March on Washington

(via Wikimedia Commons / U.S. National Archives and Records Administration)

In the summer of 1963, hundreds of thousands across the nation converged on Washington, D.C. to march for jobs and freedom.

Meanwhile, back in St. Louis, local civil rights activists were gearing up for a demonstration of their own: a picket line and sit-in at Jefferson Bank, also calling for equal employment for African Americans. Despite being located in an African American neighborhood, the only African Americans employed by the bank worked as janitors.

This article originally appeared in the St. Louis Beacon: The summer of 1963 was a pivotal time for race relations in the United States. On Aug. 28, in the nation’s capital, more than 200,000 people gathered in a unified call for racial equality. They listened to speeches. They sang songs. They prayed. Although President John F. Kennedy had summoned the National Guard as a security measure, the event was peaceful, as people, black and white, joined together in a call for change.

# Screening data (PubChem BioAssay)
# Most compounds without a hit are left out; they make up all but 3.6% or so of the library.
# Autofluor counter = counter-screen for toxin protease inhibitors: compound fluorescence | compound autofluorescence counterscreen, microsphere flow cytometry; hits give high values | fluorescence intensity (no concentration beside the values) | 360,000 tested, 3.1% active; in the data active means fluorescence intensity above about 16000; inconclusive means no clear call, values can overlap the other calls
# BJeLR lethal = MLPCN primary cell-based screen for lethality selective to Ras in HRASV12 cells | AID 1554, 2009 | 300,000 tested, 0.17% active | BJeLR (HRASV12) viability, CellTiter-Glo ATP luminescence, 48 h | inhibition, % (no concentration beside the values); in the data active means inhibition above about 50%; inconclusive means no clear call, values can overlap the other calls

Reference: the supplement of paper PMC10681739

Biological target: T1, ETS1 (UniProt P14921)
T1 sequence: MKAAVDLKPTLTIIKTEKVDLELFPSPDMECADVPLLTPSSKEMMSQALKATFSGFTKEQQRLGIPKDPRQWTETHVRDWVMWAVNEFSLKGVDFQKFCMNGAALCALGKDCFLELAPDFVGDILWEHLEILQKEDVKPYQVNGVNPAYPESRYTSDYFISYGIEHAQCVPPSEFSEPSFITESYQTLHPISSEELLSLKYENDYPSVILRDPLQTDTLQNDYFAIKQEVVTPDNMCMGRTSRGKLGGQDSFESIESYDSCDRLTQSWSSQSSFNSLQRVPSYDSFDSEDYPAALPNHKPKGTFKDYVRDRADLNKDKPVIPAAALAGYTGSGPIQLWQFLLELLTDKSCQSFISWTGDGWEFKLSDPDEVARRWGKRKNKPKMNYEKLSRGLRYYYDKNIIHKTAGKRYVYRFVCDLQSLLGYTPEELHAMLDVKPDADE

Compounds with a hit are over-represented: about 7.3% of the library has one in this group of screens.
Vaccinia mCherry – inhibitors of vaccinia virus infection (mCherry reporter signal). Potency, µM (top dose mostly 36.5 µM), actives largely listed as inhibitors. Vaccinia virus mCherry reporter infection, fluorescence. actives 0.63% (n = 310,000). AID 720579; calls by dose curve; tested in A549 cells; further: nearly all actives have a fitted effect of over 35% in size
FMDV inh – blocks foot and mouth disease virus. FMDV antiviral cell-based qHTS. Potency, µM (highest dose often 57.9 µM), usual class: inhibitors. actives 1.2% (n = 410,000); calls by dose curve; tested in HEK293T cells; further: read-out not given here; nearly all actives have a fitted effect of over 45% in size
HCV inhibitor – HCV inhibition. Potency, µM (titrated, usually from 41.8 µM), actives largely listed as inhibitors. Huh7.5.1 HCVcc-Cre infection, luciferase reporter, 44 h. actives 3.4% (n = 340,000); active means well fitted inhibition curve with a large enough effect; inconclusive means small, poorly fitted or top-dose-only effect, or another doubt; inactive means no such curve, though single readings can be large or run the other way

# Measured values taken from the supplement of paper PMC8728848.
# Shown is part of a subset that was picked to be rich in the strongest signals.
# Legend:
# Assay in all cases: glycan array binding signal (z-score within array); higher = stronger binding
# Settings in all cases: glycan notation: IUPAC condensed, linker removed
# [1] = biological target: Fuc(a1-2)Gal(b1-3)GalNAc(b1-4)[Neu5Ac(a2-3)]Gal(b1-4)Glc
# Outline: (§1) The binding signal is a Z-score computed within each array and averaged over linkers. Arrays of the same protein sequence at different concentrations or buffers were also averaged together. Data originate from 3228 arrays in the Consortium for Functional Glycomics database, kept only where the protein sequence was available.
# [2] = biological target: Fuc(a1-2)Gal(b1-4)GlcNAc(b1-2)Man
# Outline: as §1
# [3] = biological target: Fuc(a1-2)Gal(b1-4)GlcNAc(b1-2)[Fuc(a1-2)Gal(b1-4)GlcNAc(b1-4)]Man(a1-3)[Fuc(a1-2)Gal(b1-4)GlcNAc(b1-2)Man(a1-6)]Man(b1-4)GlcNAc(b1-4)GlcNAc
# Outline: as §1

Government photo

This article first appeared in the St. Louis Beacon: Dozens of demonstrations have taken place in the nation’s capital over the years, but none matched the symbolism and impact of the one staged 50 years ago this month. Organized by labor leader A. Philip Randolph, the March on Washington for Jobs and Freedom drew up to 250,000 people to the Lincoln Memorial.